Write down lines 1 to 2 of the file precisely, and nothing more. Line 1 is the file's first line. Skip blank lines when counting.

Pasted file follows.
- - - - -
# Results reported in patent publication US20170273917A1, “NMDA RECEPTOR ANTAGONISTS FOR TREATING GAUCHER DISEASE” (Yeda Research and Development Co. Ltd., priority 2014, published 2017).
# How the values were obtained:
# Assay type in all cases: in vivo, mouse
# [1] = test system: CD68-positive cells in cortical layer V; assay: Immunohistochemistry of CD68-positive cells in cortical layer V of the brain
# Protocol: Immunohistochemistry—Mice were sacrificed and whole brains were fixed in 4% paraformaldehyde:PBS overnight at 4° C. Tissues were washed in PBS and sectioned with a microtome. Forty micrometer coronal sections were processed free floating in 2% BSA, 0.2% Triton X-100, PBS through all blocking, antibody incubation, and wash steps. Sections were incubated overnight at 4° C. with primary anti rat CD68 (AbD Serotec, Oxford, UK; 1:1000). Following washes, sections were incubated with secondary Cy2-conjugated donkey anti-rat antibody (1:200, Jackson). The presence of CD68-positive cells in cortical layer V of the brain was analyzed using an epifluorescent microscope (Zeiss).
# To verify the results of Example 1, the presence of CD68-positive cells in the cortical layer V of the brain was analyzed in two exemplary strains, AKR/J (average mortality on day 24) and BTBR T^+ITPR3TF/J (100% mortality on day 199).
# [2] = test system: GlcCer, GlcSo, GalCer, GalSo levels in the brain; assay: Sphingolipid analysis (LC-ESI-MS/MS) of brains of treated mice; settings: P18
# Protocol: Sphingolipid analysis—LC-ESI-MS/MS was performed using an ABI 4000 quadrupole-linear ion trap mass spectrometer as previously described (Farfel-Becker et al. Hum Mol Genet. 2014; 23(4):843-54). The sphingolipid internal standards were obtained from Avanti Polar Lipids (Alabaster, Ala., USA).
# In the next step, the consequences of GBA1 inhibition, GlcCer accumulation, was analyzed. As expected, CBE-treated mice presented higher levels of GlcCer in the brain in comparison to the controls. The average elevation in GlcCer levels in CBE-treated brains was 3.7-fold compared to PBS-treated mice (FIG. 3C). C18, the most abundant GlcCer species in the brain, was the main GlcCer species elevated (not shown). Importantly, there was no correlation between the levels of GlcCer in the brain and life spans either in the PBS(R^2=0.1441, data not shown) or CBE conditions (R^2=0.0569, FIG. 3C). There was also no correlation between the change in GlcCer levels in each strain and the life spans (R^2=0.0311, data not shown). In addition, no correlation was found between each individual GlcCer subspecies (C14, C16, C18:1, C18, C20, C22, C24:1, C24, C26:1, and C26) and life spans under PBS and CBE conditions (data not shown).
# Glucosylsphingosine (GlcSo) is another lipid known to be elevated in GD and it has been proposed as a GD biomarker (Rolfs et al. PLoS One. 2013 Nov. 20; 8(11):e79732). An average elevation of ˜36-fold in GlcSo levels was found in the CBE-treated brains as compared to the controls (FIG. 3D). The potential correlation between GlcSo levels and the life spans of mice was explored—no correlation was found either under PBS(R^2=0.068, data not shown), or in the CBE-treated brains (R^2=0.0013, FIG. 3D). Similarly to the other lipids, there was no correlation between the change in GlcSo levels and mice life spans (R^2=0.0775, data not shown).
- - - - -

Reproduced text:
# Results reported in patent publication US20170273917A1, “NMDA RECEPTOR ANTAGONISTS FOR TREATING GAUCHER DISEASE” (Yeda Research and Development Co. Ltd., priority 2014, published 2017).
# How the values were obtained: